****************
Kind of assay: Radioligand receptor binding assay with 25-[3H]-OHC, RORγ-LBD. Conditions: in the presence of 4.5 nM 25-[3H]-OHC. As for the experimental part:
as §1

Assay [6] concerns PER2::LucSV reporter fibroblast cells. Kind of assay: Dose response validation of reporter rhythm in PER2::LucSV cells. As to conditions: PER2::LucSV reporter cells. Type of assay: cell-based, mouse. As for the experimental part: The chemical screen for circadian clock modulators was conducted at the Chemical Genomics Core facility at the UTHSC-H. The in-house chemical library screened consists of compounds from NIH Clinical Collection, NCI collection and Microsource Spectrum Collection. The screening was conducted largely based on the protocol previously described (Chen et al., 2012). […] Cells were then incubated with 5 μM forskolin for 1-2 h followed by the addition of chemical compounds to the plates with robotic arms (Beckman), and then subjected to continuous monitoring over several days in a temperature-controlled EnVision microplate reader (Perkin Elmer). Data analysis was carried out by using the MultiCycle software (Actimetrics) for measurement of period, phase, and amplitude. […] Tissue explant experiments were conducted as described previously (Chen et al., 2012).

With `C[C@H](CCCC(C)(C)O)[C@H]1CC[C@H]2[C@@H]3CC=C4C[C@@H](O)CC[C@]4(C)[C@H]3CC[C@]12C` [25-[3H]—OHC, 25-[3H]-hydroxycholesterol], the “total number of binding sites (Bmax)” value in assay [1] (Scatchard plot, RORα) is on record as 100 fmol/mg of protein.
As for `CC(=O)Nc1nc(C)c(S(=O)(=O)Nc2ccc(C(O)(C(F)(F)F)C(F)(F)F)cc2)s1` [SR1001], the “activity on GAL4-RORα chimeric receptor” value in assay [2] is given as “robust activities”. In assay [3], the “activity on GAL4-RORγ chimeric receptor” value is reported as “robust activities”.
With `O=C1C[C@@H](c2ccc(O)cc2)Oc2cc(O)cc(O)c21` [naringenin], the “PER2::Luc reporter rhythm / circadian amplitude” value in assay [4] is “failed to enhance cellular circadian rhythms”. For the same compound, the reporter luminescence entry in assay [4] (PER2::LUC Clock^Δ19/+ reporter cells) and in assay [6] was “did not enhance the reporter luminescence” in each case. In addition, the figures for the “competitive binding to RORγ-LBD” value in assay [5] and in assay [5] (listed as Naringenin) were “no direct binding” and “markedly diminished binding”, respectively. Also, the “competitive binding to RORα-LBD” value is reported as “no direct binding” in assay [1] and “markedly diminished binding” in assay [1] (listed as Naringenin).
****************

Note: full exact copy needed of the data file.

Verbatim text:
Kind of assay: Radioligand receptor binding assay with 25-[3H]-OHC, RORγ-LBD. Conditions: in the presence of 4.5 nM 25-[3H]-OHC. As for the experimental part:
as §1

Assay [6] concerns PER2::LucSV reporter fibroblast cells. Kind of assay: Dose response validation of reporter rhythm in PER2::LucSV cells. As to conditions: PER2::LucSV reporter cells. Type of assay: cell-based, mouse. As for the experimental part: The chemical screen for circadian clock modulators was conducted at the Chemical Genomics Core facility at the UTHSC-H. The in-house chemical library screened consists of compounds from NIH Clinical Collection, NCI collection and Microsource Spectrum Collection. The screening was conducted largely based on the protocol previously described (Chen et al., 2012). […] Cells were then incubated with 5 μM forskolin for 1-2 h followed by the addition of chemical compounds to the plates with robotic arms (Beckman), and then subjected to continuous monitoring over several days in a temperature-controlled EnVision microplate reader (Perkin Elmer). Data analysis was carried out by using the MultiCycle software (Actimetrics) for measurement of period, phase, and amplitude. […] Tissue explant experiments were conducted as described previously (Chen et al., 2012).

With `C[C@H](CCCC(C)(C)O)[C@H]1CC[C@H]2[C@@H]3CC=C4C[C@@H](O)CC[C@]4(C)[C@H]3CC[C@]12C` [25-[3H]—OHC, 25-[3H]-hydroxycholesterol], the “total number of binding sites (Bmax)” value in assay [1] (Scatchard plot, RORα) is on record as 100 fmol/mg of protein.
As for `CC(=O)Nc1nc(C)c(S(=O)(=O)Nc2ccc(C(O)(C(F)(F)F)C(F)(F)F)cc2)s1` [SR1001], the “activity on GAL4-RORα chimeric receptor” value in assay [2] is given as “robust activities”. In assay [3], the “activity on GAL4-RORγ chimeric receptor” value is reported as “robust activities”.
With `O=C1C[C@@H](c2ccc(O)cc2)Oc2cc(O)cc(O)c21` [naringenin], the “PER2::Luc reporter rhythm / circadian amplitude” value in assay [4] is “failed to enhance cellular circadian rhythms”. For the same compound, the reporter luminescence entry in assay [4] (PER2::LUC Clock^Δ19/+ reporter cells) and in assay [6] was “did not enhance the reporter luminescence” in each case. In addition, the figures for the “competitive binding to RORγ-LBD” value in assay [5] and in assay [5] (listed as Naringenin) were “no direct binding” and “markedly diminished binding”, respectively. Also, the “competitive binding to RORα-LBD” value is reported as “no direct binding” in assay [1] and “markedly diminished binding” in assay [1] (listed as Naringenin).